I just spent a week in the southern deserts, humoring my 18-year-old daughter who requested that I pick her up in Vegas and take her around to some places, any places, where she can warm the hell up. It’s been a rough, nasty, cold winter in the Denver area, much like that frigid one we endured in the January of ‘05. I said, “Sure,” secretly delighted that she wasn’t going off to some Spring Break Hedonist Hell Hole to become part of the latest Girls Gone Wild video.
So that meant another trip down Highway 95 and another trip through Tonopah, a living ghost town well past its glory years, now reduced to providing gas, motel rooms, road maintenance and Red Bull. This place has always struck me as a mean-ass little burg, a judgment I admit may be tainted because of the two speeding tickets I’ve racked up there over the years. Tonopah is, if nothing else, a world-class speed trap, a town where 25 means 25, goddammit, and woe to the city slick who dares to streak on through at 27.
Still, there’s more than just speeding tickets to support the assertion of “mean-ass little burg.” There’s all that junk off the highway, all those chunks of torn-up cement with mangled rebar sproinging out in all directions. It’s a cosmetic touch that says to the weary traveler, “Welcome to Tonopah. And yes, it’s kind of a dump.” As for lodging, well, I’ve found that the best place in town is actually 13 miles out of town, at Miller’s rest stop. No wi-fi (not even a pay phone), but good trees and great water. Then there’s that damned Tonopah wind, which is in your face approximately 92 percent of the time. No matter which way you’re driving, that 15 to 25 is gonna be pushin’ on your grille, cutting your gas mileage in half. And finally, it’s usually colder than a welldigger’s ass up there at a nearly-Tahonian 6,000 feet, which works in concert with the wind to make T-pah the goose bump capital of Nevada.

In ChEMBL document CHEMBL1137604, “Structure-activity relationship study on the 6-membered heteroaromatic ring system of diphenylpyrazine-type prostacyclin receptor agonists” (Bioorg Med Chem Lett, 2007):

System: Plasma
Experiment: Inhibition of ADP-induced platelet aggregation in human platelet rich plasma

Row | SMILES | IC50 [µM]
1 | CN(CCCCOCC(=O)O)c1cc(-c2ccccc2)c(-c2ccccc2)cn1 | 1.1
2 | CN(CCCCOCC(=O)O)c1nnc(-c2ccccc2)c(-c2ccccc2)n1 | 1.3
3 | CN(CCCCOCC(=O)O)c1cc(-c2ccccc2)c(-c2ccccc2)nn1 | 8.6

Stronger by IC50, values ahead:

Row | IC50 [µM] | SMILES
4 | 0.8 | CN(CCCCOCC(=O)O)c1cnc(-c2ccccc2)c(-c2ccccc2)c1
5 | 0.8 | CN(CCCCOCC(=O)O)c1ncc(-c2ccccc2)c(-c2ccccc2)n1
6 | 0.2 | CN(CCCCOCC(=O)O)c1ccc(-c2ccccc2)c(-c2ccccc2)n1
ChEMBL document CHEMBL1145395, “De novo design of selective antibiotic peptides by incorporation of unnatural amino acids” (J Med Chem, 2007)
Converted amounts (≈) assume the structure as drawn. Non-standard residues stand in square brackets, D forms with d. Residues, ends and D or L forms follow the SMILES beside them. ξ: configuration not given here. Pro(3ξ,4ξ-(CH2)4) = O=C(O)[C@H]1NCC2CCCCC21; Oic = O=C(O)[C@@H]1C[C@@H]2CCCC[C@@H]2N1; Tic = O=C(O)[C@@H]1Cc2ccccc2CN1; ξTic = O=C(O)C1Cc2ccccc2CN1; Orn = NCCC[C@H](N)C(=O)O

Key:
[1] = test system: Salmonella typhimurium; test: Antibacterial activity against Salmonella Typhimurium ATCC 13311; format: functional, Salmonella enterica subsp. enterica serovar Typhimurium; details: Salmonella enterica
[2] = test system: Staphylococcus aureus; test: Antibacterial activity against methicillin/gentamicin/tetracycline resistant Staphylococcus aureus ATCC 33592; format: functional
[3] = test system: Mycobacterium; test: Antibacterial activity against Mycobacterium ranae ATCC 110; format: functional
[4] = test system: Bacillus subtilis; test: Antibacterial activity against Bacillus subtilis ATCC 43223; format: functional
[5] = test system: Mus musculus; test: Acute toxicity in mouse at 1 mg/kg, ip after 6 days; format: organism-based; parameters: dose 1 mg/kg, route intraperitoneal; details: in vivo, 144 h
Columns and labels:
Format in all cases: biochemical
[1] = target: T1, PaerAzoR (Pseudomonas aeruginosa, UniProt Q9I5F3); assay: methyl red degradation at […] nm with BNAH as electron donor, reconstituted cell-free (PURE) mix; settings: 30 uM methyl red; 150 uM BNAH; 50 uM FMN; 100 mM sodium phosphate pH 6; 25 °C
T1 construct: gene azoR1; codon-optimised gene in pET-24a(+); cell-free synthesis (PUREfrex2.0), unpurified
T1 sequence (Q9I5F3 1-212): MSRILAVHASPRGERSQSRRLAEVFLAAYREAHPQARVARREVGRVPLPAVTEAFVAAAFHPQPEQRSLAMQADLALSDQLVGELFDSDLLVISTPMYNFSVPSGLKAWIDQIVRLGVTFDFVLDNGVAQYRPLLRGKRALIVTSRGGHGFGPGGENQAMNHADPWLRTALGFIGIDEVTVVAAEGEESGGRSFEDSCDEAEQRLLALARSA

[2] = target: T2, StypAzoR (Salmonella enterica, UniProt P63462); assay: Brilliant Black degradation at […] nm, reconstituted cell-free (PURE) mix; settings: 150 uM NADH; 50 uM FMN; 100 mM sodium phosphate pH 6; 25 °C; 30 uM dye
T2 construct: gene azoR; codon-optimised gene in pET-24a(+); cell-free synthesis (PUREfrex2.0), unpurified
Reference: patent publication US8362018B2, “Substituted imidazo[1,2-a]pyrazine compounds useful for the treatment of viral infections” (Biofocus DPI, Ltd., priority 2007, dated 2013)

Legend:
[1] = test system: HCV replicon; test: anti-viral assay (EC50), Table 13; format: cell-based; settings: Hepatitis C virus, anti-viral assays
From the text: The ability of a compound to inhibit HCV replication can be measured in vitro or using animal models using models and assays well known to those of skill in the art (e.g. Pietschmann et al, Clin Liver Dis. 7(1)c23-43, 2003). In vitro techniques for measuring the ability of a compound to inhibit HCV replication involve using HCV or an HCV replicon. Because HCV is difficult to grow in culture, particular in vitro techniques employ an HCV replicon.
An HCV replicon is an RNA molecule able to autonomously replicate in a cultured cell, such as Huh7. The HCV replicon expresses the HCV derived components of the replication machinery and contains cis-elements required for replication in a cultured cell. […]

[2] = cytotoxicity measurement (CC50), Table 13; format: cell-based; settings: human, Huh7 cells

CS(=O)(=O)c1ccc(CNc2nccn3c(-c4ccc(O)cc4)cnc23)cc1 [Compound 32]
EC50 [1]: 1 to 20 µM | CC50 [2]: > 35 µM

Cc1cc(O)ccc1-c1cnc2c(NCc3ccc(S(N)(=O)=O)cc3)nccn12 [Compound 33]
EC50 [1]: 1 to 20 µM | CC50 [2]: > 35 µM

But there’s one nice feature that must be mentioned in any fair discussion of Tonopah. If you’ve ever driven into town at night from the north, I’m sure you’ve noticed it. Once you get about 20 miles away, the lights of Tonopah stretch across its mountain perch to make … a necklace. A perfect, symmetrical, unmistakable necklace of light, twinkling away in the clear, dark sky, mostly golden but with a few ruby, diamond and emerald highlights. The closer you get to town, the more the necklace disappears. But from about 10 to 20 miles out, you can’t miss it. I’ve never seen a town look so much like a piece of jewelry, but there it is. Dusty, ramshackle Tonopah, as dainty as a miner’s fingernails, charmingly morphs into the bejeweled empress of the night for about 10 minutes on any non-cloudy evening.